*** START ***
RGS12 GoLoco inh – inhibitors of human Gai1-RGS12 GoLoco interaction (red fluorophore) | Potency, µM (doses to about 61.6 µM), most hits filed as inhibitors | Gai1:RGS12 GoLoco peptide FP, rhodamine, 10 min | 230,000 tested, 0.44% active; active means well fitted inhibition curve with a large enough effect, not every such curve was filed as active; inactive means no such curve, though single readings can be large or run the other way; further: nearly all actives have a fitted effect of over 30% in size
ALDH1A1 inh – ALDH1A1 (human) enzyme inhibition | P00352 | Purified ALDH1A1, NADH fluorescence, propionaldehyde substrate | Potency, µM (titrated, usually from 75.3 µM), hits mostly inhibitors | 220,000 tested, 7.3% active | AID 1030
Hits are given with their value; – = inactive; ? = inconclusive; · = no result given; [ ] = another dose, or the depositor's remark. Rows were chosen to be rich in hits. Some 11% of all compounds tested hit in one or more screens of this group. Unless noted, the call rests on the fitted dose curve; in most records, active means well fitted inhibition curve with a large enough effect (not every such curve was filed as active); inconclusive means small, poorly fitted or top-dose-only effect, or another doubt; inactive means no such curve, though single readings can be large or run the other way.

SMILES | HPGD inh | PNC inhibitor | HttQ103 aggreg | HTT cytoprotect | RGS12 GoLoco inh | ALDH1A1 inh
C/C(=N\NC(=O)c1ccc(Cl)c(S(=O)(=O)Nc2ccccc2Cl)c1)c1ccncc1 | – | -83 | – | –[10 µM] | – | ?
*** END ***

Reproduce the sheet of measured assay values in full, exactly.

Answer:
RGS12 GoLoco inh – inhibitors of human Gai1-RGS12 GoLoco interaction (red fluorophore) | Potency, µM (doses to about 61.6 µM), most hits filed as inhibitors | Gai1:RGS12 GoLoco peptide FP, rhodamine, 10 min | 230,000 tested, 0.44% active; active means well fitted inhibition curve with a large enough effect, not every such curve was filed as active; inactive means no such curve, though single readings can be large or run the other way; further: nearly all actives have a fitted effect of over 30% in size
ALDH1A1 inh – ALDH1A1 (human) enzyme inhibition | P00352 | Purified ALDH1A1, NADH fluorescence, propionaldehyde substrate | Potency, µM (titrated, usually from 75.3 µM), hits mostly inhibitors | 220,000 tested, 7.3% active | AID 1030
Hits are given with their value; – = inactive; ? = inconclusive; · = no result given; [ ] = another dose, or the depositor's remark. Rows were chosen to be rich in hits. Some 11% of all compounds tested hit in one or more screens of this group. Unless noted, the call rests on the fitted dose curve; in most records, active means well fitted inhibition curve with a large enough effect (not every such curve was filed as active); inconclusive means small, poorly fitted or top-dose-only effect, or another doubt; inactive means no such curve, though single readings can be large or run the other way.

SMILES | HPGD inh | PNC inhibitor | HttQ103 aggreg | HTT cytoprotect | RGS12 GoLoco inh | ALDH1A1 inh
C/C(=N\NC(=O)c1ccc(Cl)c(S(=O)(=O)Nc2ccccc2Cl)c1)c1ccncc1 | – | -83 | – | –[10 µM] | – | ?